Posts Tagged ‘Adam Silver’

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The Dallas Mavericks may be entering a full-on rebuild, but the franchise likely would’ve treated this year’s offseason much differently had it been in the Eastern Conference, according to team owner Mark Cuban.

“We’re rebuilding, and there’s no question about it,” Cuban told ESPN during Sunday’s summer league game. “If we were in the East, we would not be rebuilding. We’d be handling things completely different.”

After whiffing on several big-name free agents in recent years, the Mavericks have taken a less aggressive approach this offseason, with longtime power forward Dirk Nowitzki serving as the team’s lone free-agent signing.

“I think I’m going to kidnap Adam Silver and not let him out until he moves us to the Eastern Conference,” Cuban joked. “Given where we are, given where the Warriors are, and what’s happening in the Western Conference, it kind of sealed what we have to do.”

Cuban hasn’t been afraid to share his thoughts on the imbalance in the two conferences, recently suggesting that the league should consider tweaking the current playoff format to help solve the disparity.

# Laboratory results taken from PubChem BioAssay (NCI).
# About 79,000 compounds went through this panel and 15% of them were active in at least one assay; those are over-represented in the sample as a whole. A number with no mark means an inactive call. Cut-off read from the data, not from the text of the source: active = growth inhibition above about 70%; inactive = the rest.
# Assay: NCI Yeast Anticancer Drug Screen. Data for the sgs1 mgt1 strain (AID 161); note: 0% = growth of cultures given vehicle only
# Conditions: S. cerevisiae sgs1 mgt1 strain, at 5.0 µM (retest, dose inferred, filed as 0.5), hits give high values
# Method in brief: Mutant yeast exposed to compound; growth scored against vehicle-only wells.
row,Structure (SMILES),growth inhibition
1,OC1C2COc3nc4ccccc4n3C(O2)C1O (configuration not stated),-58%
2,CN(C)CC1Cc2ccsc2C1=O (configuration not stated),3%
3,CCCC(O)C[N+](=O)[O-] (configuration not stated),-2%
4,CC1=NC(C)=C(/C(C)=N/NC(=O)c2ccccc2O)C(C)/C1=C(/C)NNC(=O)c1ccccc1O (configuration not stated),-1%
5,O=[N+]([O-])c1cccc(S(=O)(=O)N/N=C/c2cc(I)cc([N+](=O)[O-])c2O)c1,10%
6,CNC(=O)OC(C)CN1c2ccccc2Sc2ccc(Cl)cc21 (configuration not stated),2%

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The NBA is in no hurry to address the issue of conference imbalance.

It was reported recently that multiple Western Conference team owners reached out to the league to propose ways to solve the power disparity, with their half of the league being so much stronger than the East.

It’s a problem the NBA has had for some time, and delved into two years ago only to find that abolishing conferences would be infeasible.

“We concluded that given all the focus on sports science, health of our players, impact of travel, it didn’t make sense, at least at this time, to move to a balanced schedule, because again, we play an imbalanced schedule,” commissioner Adam Silver said Wednesday at the Board of Governors presser, as quoted by ASAP Sports.

“Teams in the East obviously play each other more than teams in the West, and the notion is if you’re going to see one through 16, the only fair way to do it is then have a balanced schedule throughout the season.”